May, Johnson, Truss: each defined their premierships against the Cameron/Osborne emphasis on hair-shirtery, whether that be by upping spending, pushing for “boosterism”, or embarking on huge tax cuts with no concern for spending control. Yet the trifecta of economic bad news we have faced this year – Covid’s legacy, the Ukraine conflict, the Trussonomics farce – means the era of cheap borrowing and easy choices is over. Sunak and Hunt are going to have to make some tough decisions – and the voters aren’t ready for them.
Sunak and Hunt have reassured the markets somewhat – ten year gilt-yields, for example, have fallen back to where they were before the mini-Budget – and u-turns have enabled the Treasury to find £32 billion more in revenue. Yet our September borrowing costs were still the highest on record. The Government thus needs around £50 billion to patch up the public finances.
The OBR looks set to downgrade our expected growth rates for the next few years. Hunt apparently aims to balance tax rises and spending cuts at a ratio of 50:50. Osborne aimed for 20:80 – and, consequently, trimmed most of the low-hanging fruit, such as capital spending.
Osborne also had the political benefit of coming into office after thirteen years of Labour and a financial crisis. As in 1979, voters understood hard choices had to be made. But as our columnist James Frayne has been pointing out, no pitch-rolling has been done by the Government – except, occasionally, by Sunak – in the last year for the hard choices that inevitably were required post-Covid and Ukraine. Moreover, the Truss debacle has made it easier for Labour to bin inevitable decisions on Tory incompetence.
Hunt should take a three-pronged approach: tax rises, spending cuts, and signalling supply-side reforms. We are being confronted by the consequences of failing to be bolder earlier. Tax levels are at seventy-year highs as we did not cut or reform public services sooner. Still, it will politically impossible to reduce NHS spending, as a winter Gotterdammerung looms.
One manifesto committment potentially for chopping is the Government’s triple tax lock – the manifesto pledge not to raise VAT, income tax, or national insurance. The Sunday Times reported that the Treasury had it under consideration. Sunak has previous, since he raised national insurance as Chancellor.
That move was predicted to bring in £13 billion. But reversing that unpopular rise was one of Truss’s few legislative successes. MPs voting to reinstate a hike that they have just scrapped would be farcical even by recent standards. Meanwhile, Hunt has already reversed the pledged cuts to both the top and bottom rates of income tax. Raising VAT would also be inflationary – currently unwise.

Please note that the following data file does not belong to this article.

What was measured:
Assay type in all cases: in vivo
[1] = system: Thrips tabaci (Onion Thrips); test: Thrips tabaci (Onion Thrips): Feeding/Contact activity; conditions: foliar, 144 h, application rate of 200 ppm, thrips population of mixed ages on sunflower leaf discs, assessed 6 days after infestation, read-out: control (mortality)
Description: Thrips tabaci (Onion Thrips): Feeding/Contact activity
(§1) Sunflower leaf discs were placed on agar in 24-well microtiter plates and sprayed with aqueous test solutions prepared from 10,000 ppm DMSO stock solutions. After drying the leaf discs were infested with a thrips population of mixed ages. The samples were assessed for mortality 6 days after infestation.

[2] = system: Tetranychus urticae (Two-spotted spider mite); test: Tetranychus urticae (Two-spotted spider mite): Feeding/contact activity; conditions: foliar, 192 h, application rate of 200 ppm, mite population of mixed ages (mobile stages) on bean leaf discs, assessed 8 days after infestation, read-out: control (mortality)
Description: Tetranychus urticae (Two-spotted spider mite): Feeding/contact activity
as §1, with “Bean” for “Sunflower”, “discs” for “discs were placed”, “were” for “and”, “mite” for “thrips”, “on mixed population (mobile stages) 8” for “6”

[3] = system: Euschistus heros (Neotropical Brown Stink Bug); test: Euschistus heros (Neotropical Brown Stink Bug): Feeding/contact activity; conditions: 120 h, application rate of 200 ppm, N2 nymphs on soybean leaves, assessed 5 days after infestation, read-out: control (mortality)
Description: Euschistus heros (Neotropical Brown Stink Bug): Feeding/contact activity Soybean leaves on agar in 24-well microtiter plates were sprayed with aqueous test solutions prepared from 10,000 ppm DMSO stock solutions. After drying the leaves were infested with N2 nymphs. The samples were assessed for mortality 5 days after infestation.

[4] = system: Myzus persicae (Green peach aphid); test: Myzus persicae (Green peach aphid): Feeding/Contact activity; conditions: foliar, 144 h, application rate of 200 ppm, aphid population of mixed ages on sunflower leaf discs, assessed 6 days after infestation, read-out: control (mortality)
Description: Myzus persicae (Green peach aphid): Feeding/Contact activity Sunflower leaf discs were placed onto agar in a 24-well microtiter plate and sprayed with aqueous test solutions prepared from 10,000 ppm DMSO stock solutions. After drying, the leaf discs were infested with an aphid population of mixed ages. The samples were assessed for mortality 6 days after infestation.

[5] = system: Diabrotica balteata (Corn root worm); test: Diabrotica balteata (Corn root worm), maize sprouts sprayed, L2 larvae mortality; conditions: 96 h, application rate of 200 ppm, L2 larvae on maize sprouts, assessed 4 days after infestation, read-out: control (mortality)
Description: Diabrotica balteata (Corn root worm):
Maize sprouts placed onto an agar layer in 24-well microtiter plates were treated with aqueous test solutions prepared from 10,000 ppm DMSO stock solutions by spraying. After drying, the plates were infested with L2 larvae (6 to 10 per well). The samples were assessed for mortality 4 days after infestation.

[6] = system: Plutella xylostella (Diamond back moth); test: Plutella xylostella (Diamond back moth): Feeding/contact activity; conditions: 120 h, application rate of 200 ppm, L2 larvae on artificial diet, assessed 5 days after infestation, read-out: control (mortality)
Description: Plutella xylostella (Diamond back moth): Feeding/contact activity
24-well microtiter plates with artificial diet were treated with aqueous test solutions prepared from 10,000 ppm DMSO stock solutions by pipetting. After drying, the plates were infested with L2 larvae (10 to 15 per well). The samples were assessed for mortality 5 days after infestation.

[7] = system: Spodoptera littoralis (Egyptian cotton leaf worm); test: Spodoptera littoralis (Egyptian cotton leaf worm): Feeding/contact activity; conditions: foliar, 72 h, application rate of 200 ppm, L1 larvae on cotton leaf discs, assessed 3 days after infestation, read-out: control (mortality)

Sunak and Hunt are sufficiently realistic to know that, despite the unpopularity of these measures, one or more may be necessary. Nevertheless, we shall work on the assumption that once-bitten, twice-shy. Most of the heavy lifting will be done by “fiscal drag”. With inflation running at around 10 per cent, millions more will find themselves hauled into higher tax brackets.
Sunak previously announced a four-year freeze on personal tax allowances. Extending this to 2027-28, could raise an extra £5 billion. A totemic Tory policy gone: raising the personal allowance was one of Osborne’s greatest successes, and Sunak paid tribute by equalising the national insurance threshold. Freezing inheritance tax thresholds might also raise half a billion or so.
The Prime Minister understands the importance of increasing capital investment. As he out-lined in his Mais lecture – still the best guide to his economic thinking – we already have low levels of business investment compared to OECD competitors. Nonetheless, Hunt could increase taxes on dividends and capital gains – a move predicted to raise several billion.
One proposed measure is to halve or scrap the £2,000 tax free allowance on divided income. This would raise capital costs for companies already struggling with rising interest rates. But it would reduce the 11 per cent tax gap between capital and labour.
The other likely major tax hike is an extension of the windfall tax on energy firms. The case against windfall taxes is obvious: they are arbitrary and damage investor confidence. But Sunak’s justification was the same as Geoffrey Howe’s: global circumstances mean firms making unusual profits, and the Government has bills to pay.